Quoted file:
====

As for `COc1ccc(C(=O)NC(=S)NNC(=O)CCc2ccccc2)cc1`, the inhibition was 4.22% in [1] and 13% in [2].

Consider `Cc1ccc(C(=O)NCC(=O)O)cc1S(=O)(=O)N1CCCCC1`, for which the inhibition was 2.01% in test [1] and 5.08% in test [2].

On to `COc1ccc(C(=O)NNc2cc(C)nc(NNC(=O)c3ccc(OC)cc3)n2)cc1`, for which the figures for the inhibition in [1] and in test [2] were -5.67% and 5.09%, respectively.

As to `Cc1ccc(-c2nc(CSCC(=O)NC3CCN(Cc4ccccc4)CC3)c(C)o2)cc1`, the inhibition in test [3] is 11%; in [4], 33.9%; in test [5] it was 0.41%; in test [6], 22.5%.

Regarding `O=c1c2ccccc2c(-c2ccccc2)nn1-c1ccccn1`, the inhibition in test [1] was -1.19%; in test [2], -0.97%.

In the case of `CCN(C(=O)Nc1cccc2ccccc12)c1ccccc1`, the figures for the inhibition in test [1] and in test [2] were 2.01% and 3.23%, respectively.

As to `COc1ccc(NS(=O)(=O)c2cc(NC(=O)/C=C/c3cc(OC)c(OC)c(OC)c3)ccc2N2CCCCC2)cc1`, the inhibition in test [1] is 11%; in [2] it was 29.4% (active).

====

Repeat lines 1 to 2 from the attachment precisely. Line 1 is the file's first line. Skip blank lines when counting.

As for `COc1ccc(C(=O)NC(=S)NNC(=O)CCc2ccccc2)cc1`, the inhibition was 4.22% in [1] and 13% in [2].

Consider `Cc1ccc(C(=O)NCC(=O)O)cc1S(=O)(=O)N1CCCCC1`, for which the inhibition was 2.01% in test [1] and 5.08% in test [2].